Isinbayeva wins pole vault gold
Never count out Yelena Isinbayeva, especially when she is performing before a rapturous home crowd at the world championships.
Five years after her last major outdoor pole vault victory, the Russian turned back the clock with a vintage performance to beat Olympic champion Jenn Suhr with a leap of 4.89 meters, her best outdoor effort in four years.
"From the greatest, you should always expect great things. Never count them out," bronze medalist Yarisley Silva of Cuba said. "You have to take a bow to her feats."
When Silva missed her final attempt, Isinbayeva set off racing across the track, fists pumping the air. Suddenly, all the troubles of the past half-decade fell off her broad, muscled shoulders.
"I had many difficulties, many injuries, and so I am proud of myself that I was able to overcome all these things and be world champion today," Isinbayeva said.
Right after clinching gold, she jumped over the advertising boards to hug Yevgeny Trofimov, the coach of her youth who returned to revive her career ahead of last year's London Olympics.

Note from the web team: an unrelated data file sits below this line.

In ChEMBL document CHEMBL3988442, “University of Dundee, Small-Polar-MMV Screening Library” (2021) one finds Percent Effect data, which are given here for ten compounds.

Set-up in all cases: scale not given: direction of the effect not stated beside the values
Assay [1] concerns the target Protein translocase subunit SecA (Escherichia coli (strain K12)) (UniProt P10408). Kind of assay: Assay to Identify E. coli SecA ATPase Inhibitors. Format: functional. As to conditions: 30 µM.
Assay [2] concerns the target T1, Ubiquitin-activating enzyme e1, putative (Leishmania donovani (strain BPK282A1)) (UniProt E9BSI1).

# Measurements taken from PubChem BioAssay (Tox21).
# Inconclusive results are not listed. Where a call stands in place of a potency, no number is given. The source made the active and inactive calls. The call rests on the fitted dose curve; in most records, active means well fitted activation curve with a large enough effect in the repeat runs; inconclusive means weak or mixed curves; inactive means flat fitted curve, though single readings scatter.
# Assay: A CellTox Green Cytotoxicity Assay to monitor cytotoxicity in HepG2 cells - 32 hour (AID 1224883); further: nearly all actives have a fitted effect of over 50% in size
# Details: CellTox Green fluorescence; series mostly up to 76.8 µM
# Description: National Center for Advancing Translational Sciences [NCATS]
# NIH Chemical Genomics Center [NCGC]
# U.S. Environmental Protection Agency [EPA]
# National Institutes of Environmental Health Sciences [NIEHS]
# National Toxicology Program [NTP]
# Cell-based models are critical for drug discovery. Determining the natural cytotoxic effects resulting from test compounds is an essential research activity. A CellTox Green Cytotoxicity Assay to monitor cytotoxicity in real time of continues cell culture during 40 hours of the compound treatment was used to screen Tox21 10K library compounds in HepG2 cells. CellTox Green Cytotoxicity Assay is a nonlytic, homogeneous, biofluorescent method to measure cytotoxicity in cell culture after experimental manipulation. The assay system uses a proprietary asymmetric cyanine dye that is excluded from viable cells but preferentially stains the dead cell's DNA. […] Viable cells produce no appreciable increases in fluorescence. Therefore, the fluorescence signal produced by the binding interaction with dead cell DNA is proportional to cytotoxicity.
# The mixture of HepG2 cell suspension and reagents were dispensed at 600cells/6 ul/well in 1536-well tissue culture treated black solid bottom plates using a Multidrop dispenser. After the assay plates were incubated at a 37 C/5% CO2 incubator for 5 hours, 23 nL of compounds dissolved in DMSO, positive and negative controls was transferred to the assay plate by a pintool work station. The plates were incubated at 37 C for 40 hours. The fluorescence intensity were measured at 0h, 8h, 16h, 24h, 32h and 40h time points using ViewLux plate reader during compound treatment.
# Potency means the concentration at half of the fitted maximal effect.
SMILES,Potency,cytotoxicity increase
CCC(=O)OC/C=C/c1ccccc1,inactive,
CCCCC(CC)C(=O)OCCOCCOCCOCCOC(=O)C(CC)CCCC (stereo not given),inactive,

"He is a genuine coach," she said, crediting Trofimov with her comeback victory. "Just because of him, and just because I made the right decision to come back to work with him."
It paid off on Russia's biggest night of the championships.
Isinbayeva even went for a world record at 5.07 meters but, as night closed in over the Luzhniki Stadium, that was too much, even for a woman who had set 28 of them, indoors and outdoors, over the last decade.
Still, at 31 she was jumping for joy like a teenager, somersaulting on the track, leaping in the arms of the mascot and hugging like never before, upstaging even Usain Bolt and his usual showboating antics.
Now, Isinbayeva is taking time off to start a family after the season, she said, but promises she could be back, possibly even for the 2016 Olympics.
However unlikely that would seem, few expected her to win gold in Moscow, too.